I hope you find some of this useful, and please excuse any errors; English is not my native language.
I love Rafael’s post and would like to share something that works for my business . . .
The only part of my initial client meeting that is always the same is my explanation of “the process.” It’s evolved after 20 years of freelancing, and I think it’s not only useful, it helps put the client at ease and helps them trust me a bit more:
“So first I’ll send you an estimate based on our conversation today and outlining my understanding of what it is you’d like me to do. I think we’re on the same page, but this will ensure that we are.
“Once you approve that and send your deposit, then I’ll get to work. In a week to ten days, I’ll present my first idea. At this point, one of three things happen:
• You love it and we move ahead (this is usually the case).
• You like it but there’s something not quite right (a color, a typeface or something like that).
• You think it’s terrible and you want me to start over from scratch — but now we have something specific to talk about, and you’ll be able to respond to something specific.
“I’m happy to go back to the drawing board up to three times. If I still don’t get it after that, then for some reason I’m probably not going to. At that point, I’ll happily refund all or part of your deposit, and we’ll both go on our merry ways, no hard feelings.”
This has happened twice in 20 years of freelance work.
Of course, if it’s a logo the conversation may change slightly compared to a website or ad, but that’s pretty much it.
I hope that’s useful to some of you guys.
Rafael: This was a wonderful, thoughtful article (and your English is terrific!). I would add that part of the problem of the client/designer miscommunication is time and money. Many clients are in a hurry and don’t want to spend the time or the money it takes to really communicate with the designer. Nevertheless, designers can listen more carefully and show sketches or rough drafts before saying something is complete and perhaps don’t assume so quickly they understand what the client wants.
This is why I used to have “rudimentary mind-reading” on one version of my resumé. It was a good conversation starter with potential clients and employers. :-)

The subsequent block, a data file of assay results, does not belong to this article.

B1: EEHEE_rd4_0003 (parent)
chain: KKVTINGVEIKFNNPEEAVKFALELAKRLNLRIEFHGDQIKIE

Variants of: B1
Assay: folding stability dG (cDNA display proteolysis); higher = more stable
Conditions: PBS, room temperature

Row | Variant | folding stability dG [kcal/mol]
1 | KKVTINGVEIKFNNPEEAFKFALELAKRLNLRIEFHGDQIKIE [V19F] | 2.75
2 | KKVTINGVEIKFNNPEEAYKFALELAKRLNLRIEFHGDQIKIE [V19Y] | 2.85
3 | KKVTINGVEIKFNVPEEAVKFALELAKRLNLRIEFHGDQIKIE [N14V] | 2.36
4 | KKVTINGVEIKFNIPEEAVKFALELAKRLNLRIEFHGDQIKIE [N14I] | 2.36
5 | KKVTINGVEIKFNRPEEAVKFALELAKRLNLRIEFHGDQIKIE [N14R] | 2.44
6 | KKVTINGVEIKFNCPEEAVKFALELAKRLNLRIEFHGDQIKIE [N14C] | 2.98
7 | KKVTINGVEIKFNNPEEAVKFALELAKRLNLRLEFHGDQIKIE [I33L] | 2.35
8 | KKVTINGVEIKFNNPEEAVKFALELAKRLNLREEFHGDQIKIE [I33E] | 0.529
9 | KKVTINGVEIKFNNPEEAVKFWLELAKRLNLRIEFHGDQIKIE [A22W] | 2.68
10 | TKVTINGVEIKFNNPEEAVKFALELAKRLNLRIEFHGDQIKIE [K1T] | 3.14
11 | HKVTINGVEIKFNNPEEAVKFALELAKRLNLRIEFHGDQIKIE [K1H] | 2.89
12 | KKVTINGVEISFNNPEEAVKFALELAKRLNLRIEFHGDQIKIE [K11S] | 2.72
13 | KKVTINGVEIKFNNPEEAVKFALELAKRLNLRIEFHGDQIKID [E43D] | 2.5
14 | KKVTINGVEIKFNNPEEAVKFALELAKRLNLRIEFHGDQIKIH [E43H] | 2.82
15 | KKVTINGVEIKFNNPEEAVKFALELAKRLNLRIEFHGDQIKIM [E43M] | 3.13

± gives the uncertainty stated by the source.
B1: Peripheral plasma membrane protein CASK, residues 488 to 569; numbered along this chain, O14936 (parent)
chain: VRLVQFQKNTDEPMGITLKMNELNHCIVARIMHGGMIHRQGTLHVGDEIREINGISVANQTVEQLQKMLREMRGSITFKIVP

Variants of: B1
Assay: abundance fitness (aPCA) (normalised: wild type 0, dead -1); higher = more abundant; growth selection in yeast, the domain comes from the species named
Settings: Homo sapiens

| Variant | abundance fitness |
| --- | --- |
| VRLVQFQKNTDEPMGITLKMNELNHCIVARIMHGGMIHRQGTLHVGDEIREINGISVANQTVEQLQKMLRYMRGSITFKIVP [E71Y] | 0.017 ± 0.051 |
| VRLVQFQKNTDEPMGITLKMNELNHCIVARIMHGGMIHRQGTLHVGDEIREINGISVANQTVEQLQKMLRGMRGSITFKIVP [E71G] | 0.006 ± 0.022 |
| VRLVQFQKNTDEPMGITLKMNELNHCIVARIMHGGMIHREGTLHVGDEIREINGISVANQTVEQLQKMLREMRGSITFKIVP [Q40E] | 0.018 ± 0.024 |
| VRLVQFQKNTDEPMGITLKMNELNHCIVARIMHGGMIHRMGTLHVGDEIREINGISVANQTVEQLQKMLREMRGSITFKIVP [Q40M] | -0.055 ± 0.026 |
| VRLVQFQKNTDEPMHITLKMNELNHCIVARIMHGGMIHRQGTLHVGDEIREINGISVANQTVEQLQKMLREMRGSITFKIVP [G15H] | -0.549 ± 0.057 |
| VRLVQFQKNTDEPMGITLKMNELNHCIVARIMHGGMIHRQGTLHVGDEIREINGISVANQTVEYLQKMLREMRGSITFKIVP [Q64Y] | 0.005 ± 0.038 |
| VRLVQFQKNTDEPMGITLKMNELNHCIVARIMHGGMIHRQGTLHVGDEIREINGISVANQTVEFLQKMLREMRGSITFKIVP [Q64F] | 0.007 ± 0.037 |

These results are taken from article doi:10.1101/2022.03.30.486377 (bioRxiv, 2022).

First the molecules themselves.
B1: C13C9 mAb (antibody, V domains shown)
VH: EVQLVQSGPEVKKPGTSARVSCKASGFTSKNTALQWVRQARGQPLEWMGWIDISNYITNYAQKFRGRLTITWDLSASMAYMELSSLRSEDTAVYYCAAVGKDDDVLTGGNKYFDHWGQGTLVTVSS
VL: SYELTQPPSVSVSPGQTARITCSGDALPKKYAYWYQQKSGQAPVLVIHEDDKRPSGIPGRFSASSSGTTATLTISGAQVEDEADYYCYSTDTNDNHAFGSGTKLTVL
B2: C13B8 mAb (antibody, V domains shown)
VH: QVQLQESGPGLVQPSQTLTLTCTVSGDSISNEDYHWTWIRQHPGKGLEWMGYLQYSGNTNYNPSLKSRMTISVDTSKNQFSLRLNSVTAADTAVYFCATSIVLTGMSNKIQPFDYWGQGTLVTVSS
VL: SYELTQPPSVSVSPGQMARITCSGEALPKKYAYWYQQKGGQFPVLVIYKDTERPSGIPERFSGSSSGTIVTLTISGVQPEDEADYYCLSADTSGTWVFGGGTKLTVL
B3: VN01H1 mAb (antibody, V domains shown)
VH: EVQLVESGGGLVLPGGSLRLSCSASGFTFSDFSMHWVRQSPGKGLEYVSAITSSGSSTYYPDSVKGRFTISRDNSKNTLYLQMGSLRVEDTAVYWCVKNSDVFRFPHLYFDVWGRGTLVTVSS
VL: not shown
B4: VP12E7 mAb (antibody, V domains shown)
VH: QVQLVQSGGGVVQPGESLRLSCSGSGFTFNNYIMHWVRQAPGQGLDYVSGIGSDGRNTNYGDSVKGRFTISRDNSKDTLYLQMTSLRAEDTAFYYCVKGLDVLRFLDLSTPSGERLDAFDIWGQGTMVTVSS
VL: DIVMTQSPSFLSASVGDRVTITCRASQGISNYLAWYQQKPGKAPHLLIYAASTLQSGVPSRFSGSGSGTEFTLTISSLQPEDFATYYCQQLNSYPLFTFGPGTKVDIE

With some clients, there is an “osmosis” that needs to happen between hearing what they say they want and solving their actual problem. This is a talent that is rarely listed in job descriptions for graphic designers, but it’s what makes a good designer great.
I admit that sometime the constraints of budget and time only allow me to do exactly what the client thinks they want. I also admit that I lose a lot of money by spending more time on something than a client is willing to pay for because I know the answer to the question they did not ask.
On the other hand, I have collected many clients who now only have to say, “Do that thing that you do that I love,” and that is about all the direction I need with them because we have solved a lot of problems together successfully.
Yes, listening and understanding are the foundation of a good client/designer relationship. Good article!
You hit the nail on the head. Frequent exchanges between client and designer are far more likely to result in better work all around. And your article was very well written, even if in a second language. Well done.
What an outstanding summary of the problem many folks face in communicating across specialties. You were accurate, concise and informative. Those are the same attributes that make John McWade such a great resource.
Having worked in the fields of computers, healthcare, and business management, I have made a career of helping folks communicate across their boundaries of expertise. You obviously are skilled at that, and I thank you for your analysis.
No apologies needed for your English. It is excellent.
Your post was simply excellent.
As Epictetus said many years ago, maybe with tongue in cheek, “We have two ears and one mouth so that we can listen twice as much as we speak.”
As an occasional client of professional service providers, it is clear that the art of listening often becomes second place to the skill of marketing.
Your English is perfect.
Loved this post! Great job Rafael. I have been a designer for almost 20 years, and I agree completely. It is not so much about what the client says, but the “feel” the client is looking for.
Clients do not always have the right words, true, but if we (as designers) remember that there is an underlying feel they are striving for in the first place, we can ask more questions (and better questions) to get to a place of more clarity.
Because as John points out, the end user of the materials (the client’s customer) is deciding based on emotion (not logic or appreciation of our skills), and we need to tap into the emotion to deliver work that achieves the end result.
I really enjoyed this post. Thanks!
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I read this today and thought it dove-tailed with your post:
Excellent thoughts, Rafael. Communication is more than listening to words. It takes understanding what the client feels, and designing based on the way his customers think. It all starts with a well-written plan and lots of discussions, before firing up the computer to design.
I used to tell my freelance clients, “I charge half my usual rate for meetings, because we are both adding equal value during our communication process.” This always got me a pleased reaction, and more relaxed — yet more focused — discussion usually followed. Focused because I established up front that my time had value, no matter how I spent it on the client’s behalf; and relaxed because they had the reduced rate in mind and wanted to make the most of it.